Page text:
Food and Mental Wellness
Studying the brain is a passion of mine. I started with reading ‘The Miracle Brain,’ followed by ‘Food and Behavior (Stitts).’ After that, I was hooked. Here I was, finishing up my coursework/internship for a Masters in Mental Health Counseling. I took extra classes for Play therapy certification.
Not ONE class suggested any link between food and behavior. There wasn’t anything discussed about diet. When I started mentioning what I was learning about the link between food and behavior, I was treated as if I had the mental health issues.
That was a number of years ago. Since, I discovered that I’m not the Lone Ranger when it comes to talking about the Gut/Brain connection. There’s even a company (Amare) that was developed to help heal the gut/brain connection. For more information, go here
Over time, I developed my own training on Food and Behavior. I continued to learn and incorporate new knowledge into the training. In my Facebook group (Natural Mental Health), I share various articles on the topic. I also have a list of books I’ve read on the topic.
Currently, I’m finishing up Dr Amen’s new book, ‘The End to Mental Illness.’ I hope and pray the message in this book goes out through all the world. He not only looks at the nutritional aspect, he also looks at the various ‘hits’ that a brain can experience such as head trauma. He also addresses the social and spiritual aspects of mental wellness. I love that he doesn’t look at it as ‘mental illness,’ but as a spectrum of aspects that affect mental wellness.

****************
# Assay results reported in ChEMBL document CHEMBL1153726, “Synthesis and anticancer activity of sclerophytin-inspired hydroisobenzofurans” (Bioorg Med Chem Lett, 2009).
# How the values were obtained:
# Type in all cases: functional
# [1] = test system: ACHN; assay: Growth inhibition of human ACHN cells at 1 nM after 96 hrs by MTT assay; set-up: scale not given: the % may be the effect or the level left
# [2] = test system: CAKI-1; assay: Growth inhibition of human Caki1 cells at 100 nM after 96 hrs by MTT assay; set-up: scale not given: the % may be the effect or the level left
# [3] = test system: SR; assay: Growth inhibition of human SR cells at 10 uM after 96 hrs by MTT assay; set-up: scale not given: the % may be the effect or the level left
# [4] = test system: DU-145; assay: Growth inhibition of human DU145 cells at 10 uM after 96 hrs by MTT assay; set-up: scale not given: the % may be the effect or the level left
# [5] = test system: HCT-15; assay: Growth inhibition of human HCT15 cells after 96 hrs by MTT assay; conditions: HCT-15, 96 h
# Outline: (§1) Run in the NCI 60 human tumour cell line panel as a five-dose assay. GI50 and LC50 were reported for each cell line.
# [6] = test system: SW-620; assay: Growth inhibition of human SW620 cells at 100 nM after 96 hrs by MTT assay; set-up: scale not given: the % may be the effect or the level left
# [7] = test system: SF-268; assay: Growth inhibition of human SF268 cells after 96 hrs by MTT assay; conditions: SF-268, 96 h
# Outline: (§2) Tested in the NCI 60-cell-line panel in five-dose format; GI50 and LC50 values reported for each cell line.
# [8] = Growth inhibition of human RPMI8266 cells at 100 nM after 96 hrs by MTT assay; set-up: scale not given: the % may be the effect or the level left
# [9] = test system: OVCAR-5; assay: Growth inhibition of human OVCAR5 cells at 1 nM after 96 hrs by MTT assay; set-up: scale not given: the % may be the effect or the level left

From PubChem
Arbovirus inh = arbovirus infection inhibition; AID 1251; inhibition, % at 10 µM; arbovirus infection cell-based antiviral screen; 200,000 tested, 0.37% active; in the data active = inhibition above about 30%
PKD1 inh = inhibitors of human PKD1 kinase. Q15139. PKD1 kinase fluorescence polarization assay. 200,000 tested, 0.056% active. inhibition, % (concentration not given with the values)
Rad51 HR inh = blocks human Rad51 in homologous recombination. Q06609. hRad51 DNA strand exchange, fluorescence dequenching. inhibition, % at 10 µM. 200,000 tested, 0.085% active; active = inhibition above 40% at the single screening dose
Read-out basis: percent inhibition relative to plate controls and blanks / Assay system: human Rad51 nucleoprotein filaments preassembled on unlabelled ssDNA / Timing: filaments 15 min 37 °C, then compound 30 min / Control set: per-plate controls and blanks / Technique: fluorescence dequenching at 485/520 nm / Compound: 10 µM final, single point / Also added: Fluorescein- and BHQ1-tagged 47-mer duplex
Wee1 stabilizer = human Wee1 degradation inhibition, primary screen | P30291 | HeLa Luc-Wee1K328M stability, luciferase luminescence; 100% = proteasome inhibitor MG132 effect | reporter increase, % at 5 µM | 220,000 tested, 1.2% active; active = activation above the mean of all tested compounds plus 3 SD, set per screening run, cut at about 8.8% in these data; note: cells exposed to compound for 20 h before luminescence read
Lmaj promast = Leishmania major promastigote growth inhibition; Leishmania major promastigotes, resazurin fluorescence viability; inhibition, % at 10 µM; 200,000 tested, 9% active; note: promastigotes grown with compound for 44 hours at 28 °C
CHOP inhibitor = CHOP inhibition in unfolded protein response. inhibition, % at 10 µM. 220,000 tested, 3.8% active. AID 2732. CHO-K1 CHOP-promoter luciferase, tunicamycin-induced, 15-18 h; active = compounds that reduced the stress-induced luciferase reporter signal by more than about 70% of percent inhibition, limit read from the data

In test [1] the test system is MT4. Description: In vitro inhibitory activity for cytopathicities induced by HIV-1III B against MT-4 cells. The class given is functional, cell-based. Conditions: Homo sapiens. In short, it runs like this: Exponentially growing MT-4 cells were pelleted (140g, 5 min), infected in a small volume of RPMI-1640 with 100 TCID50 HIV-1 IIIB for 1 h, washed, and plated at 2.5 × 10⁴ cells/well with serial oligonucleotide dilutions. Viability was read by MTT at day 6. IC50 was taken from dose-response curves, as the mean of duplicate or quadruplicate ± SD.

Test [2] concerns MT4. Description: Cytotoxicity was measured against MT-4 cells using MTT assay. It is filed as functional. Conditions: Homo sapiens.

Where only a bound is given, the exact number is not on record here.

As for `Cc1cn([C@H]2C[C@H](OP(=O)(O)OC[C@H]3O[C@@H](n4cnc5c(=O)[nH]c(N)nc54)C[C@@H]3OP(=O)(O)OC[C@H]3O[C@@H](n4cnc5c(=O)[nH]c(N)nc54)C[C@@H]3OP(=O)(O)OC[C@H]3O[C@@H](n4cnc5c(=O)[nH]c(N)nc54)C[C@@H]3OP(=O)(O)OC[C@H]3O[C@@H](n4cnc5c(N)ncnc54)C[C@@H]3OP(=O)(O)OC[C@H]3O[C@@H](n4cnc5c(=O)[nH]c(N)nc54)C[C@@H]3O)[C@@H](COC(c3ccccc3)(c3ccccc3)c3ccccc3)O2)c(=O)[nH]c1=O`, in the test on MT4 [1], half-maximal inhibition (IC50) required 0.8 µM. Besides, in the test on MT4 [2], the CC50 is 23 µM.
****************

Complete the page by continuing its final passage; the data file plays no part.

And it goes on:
I believe focusing on mental wellness will be needed to make the shift from a multi-billion dollar Big Pharma ‘band-aid’ which leads to more and more prescription medications to a whole-body look at true mental wellness, leading to a fully functioning human being.
I want to share a couple of quotes from Dr Amen’s book, The End of Mental Illness.‘ Pg 317-318.
“In 2015, a group of 18 scientists concluded that ‘the emerging and compelling evidence for nutrition as a crucial factor in the high prevalence and incidence of mental disorders suggests that diet is as important to psychiatry as it is to cardiology, endocrinology, and gastroenterology.'”
There’s a growing body of evidence that nutritional treatment can help prevent, treat, or improve depression, bipolar disorder, schizophrenia, anxiety, ADD/ADHD, autism, addiction, and eating disorders.
There’s been numerous physicians in the past who connect food to overall wellness. Hippocrates said, ‘Disease begins in the gut.’ Here’s another one to consider as we make this paradigm shift to mental wellness:
“No disease that can be treated by diet should be treated by any other means.” Maimonides, Medieval Philosopher and physician.
If you would like more information, please contact me at firstname.lastname@example.org. I have trainings available, but I also offer help to make the lifestyle changes to improve overall mental and physical health.